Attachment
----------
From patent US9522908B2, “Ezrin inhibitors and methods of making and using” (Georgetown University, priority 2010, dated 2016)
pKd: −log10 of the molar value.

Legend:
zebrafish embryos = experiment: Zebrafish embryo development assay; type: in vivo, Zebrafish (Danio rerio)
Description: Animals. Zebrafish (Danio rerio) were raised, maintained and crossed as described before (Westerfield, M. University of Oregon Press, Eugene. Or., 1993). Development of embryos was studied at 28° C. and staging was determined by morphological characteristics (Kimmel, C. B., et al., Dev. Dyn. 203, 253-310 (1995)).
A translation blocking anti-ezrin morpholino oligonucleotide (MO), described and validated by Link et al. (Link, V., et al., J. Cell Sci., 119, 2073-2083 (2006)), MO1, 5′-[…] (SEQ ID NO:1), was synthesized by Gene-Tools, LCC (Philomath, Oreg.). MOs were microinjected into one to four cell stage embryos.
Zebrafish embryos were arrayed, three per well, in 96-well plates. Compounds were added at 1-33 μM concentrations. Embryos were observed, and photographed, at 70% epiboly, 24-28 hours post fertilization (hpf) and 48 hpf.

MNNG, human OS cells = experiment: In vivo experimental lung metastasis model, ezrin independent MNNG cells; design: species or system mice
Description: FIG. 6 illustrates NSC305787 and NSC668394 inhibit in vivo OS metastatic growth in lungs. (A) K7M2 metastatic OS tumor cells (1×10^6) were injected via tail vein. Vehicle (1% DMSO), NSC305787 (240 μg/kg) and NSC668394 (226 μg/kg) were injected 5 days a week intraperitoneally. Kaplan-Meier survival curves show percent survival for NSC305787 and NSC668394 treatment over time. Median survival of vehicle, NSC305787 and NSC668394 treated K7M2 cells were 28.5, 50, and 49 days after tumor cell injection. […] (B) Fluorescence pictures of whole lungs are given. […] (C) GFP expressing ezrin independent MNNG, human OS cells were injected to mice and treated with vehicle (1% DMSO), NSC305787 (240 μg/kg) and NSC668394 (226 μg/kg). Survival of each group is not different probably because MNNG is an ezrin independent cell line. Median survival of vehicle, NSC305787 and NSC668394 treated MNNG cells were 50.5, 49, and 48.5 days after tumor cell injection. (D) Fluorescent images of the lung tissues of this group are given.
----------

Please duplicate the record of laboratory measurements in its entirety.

From patent US9522908B2, “Ezrin inhibitors and methods of making and using” (Georgetown University, priority 2010, dated 2016)
pKd: −log10 of the molar value.

Legend:
zebrafish embryos = experiment: Zebrafish embryo development assay; type: in vivo, Zebrafish (Danio rerio)
Description: Animals. Zebrafish (Danio rerio) were raised, maintained and crossed as described before (Westerfield, M. University of Oregon Press, Eugene. Or., 1993). Development of embryos was studied at 28° C. and staging was determined by morphological characteristics (Kimmel, C. B., et al., Dev. Dyn. 203, 253-310 (1995)).
A translation blocking anti-ezrin morpholino oligonucleotide (MO), described and validated by Link et al. (Link, V., et al., J. Cell Sci., 119, 2073-2083 (2006)), MO1, 5′-[…] (SEQ ID NO:1), was synthesized by Gene-Tools, LCC (Philomath, Oreg.). MOs were microinjected into one to four cell stage embryos.
Zebrafish embryos were arrayed, three per well, in 96-well plates. Compounds were added at 1-33 μM concentrations. Embryos were observed, and photographed, at 70% epiboly, 24-28 hours post fertilization (hpf) and 48 hpf.

MNNG, human OS cells = experiment: In vivo experimental lung metastasis model, ezrin independent MNNG cells; design: species or system mice
Description: FIG. 6 illustrates NSC305787 and NSC668394 inhibit in vivo OS metastatic growth in lungs. (A) K7M2 metastatic OS tumor cells (1×10^6) were injected via tail vein. Vehicle (1% DMSO), NSC305787 (240 μg/kg) and NSC668394 (226 μg/kg) were injected 5 days a week intraperitoneally. Kaplan-Meier survival curves show percent survival for NSC305787 and NSC668394 treatment over time. Median survival of vehicle, NSC305787 and NSC668394 treated K7M2 cells were 28.5, 50, and 49 days after tumor cell injection. […] (B) Fluorescence pictures of whole lungs are given. […] (C) GFP expressing ezrin independent MNNG, human OS cells were injected to mice and treated with vehicle (1% DMSO), NSC305787 (240 μg/kg) and NSC668394 (226 μg/kg). Survival of each group is not different probably because MNNG is an ezrin independent cell line. Median survival of vehicle, NSC305787 and NSC668394 treated MNNG cells were 50.5, 49, and 48.5 days after tumor cell injection. (D) Fluorescent images of the lung tissues of this group are given.